Donald Trump’s victory in this week’s presidential elections was celebrated by a new generation of white nationalists. In the days after Trump’s win, this cohort — mostly young and male — consider what comes next for their movement and dream of building their own “white ethno-state.”
The so-called “alternative right” is a diverse movement, ranging from openly racist Twitter trolls to more genteel writers who recast white supremacy as a movement of pro-white “identity politics.”
Across the spectrum, alt-righters celebrated Trump’s win — and wondered what will come next for their newly-emboldened movement.
“Mr. Trump has won, and that is glorious and historic but make no mistake: The fight is far from over,” Chris Roberts wrote at the major “alt-right” site American Renaissance. “If Mr. Trump does begin deportations of illegal immigrants, liberal states and cities may try to resist, with possible standoffs between ICE agents and local police.”
Roberts then advises: “White advocates, do not rest in your laurels… now the fight begins.”
Elsewhere, others worried that Trump would become too conciliatory as he takes office.
Pat Buchanan, writing in the website Vdare, wrote that Trump should be “gracious toward those whom he defeated,” but his first duty is to “keep faith with those who put their faith in him.”
Others considered how best their white nationalist movement could take advantage of this political moment.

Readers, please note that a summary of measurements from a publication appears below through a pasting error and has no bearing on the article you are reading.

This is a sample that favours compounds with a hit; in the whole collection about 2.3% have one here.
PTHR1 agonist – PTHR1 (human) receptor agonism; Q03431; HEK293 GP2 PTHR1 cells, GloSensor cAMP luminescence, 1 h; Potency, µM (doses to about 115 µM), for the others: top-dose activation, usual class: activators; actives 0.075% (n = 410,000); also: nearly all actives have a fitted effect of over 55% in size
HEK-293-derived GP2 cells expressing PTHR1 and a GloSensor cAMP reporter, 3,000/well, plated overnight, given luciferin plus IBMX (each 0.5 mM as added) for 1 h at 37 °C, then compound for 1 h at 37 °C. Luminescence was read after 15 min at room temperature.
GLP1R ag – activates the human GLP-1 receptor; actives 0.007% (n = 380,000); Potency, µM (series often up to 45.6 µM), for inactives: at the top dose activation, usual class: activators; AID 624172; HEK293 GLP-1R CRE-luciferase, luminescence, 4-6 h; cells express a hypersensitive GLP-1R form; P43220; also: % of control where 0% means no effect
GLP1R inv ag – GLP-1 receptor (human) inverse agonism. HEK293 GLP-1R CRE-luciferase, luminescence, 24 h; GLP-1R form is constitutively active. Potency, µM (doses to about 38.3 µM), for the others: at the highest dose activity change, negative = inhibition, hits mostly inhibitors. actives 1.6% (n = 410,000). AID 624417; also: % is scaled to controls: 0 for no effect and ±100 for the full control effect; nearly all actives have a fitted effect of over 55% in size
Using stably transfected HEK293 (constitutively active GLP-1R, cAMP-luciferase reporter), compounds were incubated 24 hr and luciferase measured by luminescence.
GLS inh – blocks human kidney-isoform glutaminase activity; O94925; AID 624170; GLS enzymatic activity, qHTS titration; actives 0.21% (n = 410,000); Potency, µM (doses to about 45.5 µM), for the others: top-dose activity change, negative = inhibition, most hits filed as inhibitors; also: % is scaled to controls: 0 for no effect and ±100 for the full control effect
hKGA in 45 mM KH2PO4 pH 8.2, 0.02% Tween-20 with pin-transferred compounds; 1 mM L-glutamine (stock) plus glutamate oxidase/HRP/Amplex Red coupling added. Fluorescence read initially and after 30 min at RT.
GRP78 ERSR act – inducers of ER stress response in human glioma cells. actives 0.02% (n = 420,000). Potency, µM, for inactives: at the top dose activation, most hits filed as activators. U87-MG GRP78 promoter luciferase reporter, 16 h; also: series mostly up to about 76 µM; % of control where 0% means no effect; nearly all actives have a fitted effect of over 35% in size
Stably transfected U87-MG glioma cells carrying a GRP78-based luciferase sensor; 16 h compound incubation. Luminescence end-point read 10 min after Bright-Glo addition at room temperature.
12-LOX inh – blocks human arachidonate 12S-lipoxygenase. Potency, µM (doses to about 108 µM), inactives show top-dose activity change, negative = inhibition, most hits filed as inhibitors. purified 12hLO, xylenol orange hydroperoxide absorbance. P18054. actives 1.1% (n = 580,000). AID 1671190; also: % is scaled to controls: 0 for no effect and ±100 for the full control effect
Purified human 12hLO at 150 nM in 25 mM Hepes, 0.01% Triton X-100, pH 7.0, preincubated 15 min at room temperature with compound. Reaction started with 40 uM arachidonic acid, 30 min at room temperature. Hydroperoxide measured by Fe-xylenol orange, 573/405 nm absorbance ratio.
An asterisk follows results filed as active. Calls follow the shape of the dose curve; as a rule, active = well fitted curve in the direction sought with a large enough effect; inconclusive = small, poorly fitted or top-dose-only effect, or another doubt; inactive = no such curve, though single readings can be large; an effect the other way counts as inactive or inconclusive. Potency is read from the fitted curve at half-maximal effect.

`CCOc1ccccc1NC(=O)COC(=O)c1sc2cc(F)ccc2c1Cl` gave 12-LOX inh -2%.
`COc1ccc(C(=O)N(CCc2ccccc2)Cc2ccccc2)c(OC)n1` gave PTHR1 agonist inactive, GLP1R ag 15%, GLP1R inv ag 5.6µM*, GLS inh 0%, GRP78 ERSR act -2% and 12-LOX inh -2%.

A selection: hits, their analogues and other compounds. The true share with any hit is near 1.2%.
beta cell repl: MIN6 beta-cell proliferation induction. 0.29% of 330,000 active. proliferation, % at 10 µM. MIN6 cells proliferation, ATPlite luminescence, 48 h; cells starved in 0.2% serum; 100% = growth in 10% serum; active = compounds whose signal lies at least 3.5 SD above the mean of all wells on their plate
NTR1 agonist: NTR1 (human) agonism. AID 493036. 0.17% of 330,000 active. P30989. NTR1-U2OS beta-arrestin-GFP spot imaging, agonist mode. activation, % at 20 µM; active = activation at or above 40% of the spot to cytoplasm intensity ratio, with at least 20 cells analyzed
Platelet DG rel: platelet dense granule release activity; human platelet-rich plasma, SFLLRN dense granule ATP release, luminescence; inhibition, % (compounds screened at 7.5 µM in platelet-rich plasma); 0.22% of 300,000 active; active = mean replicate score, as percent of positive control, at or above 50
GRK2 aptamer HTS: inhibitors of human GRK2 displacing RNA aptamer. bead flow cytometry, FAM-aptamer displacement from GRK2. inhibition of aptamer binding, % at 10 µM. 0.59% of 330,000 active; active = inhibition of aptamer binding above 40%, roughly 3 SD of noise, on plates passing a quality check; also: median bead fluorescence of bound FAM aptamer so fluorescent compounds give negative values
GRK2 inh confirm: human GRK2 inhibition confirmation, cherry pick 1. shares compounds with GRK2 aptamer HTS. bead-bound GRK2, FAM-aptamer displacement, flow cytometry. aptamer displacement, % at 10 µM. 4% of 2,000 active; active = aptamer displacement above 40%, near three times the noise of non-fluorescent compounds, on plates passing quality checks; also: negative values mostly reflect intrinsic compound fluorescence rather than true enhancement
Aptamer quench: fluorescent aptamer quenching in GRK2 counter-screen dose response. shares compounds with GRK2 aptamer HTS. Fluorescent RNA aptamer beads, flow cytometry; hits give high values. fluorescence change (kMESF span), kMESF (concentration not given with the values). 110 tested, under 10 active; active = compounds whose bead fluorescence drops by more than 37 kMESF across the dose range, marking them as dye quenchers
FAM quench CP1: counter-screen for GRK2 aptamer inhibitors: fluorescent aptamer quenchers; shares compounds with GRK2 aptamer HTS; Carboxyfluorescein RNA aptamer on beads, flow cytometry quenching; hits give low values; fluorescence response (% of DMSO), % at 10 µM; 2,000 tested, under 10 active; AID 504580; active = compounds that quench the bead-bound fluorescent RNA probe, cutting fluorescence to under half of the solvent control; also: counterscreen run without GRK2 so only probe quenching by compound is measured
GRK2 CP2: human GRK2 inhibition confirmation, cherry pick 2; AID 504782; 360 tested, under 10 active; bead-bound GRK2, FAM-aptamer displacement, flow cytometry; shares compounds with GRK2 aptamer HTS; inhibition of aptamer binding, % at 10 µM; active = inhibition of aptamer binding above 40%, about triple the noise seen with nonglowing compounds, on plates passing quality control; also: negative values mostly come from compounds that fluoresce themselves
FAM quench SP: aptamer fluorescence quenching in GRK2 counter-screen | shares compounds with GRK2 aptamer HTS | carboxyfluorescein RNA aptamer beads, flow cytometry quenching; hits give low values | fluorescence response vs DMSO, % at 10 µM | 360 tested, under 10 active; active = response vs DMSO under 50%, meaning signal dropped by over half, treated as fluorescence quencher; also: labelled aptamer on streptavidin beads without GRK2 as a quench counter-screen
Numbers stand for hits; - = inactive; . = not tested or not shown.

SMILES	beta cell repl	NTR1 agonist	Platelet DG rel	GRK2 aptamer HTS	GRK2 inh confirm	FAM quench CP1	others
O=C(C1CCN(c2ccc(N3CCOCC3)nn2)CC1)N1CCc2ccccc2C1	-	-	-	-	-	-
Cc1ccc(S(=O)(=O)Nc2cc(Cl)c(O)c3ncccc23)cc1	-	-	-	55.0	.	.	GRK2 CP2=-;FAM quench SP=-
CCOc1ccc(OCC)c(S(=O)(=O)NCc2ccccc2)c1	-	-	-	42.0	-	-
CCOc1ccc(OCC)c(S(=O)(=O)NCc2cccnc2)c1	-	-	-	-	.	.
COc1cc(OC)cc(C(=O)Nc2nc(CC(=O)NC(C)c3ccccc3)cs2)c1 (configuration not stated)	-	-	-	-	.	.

“Lots of good developments are on the way,” on blogger wrote on the website Occidental Dissent. “Now that Trump has destroyed both the Republican Party and the Democratic Party, the time is ripe to reemerge on the political stage in the South.”
“We have so much work to do,” the writer went on. “There are so many opportunities to exploit. Are we capable of taking advantage of the situation though?”
Richard Spencer, the most popular spokesperson of the “alt-right,” offered his thoughts about what comes next — framing his vision of white nationalism in the context of pro-white “identity politics,” speaking in language that might be familiar to any college student today.
At Radix, Spencer wrote: “Trump’s victory was, at its root, a victory of identity politics. And it was a campaign that ultimately dispensed with ‘conservatism’ as we knew it.”
Spencer elaborated on his vision for what comes next in an interview with the site Reveal. He wants to see the creation of a “white ethno-state” and sees Trump’s election as a “first step towards” this goal.
“What the ethno-state is, is an ideal… it would be a homeland for all white people,” Spencer said.
Spencer calls this ethno-state a “safe space” for whites — people of various “European ethnicities” — that would be their own.
Grace Elizabeth Hale, author of “Making Whiteness,” calls Spencer’s choice of words and the alt-right more broadly a “modernizing and repackaging” of older forms of white supremacy.
The alt-right is making white supremacy “acceptable in the present,” Hale said in an interview with the Forward. “They’re modernizing it, changing it, saving it. It couldn’t necessarily survive if they didn’t adapt it.”
Sam Kestenbaum is a contributing editor and former staff writer for the Forward. Before this, he worked for The New York Times and newsrooms in Sana, Ramallah and Beijing. Contact him at email@example.com and follow him on Twitter at @skestenbaum and on Instagram at @skestenbaum .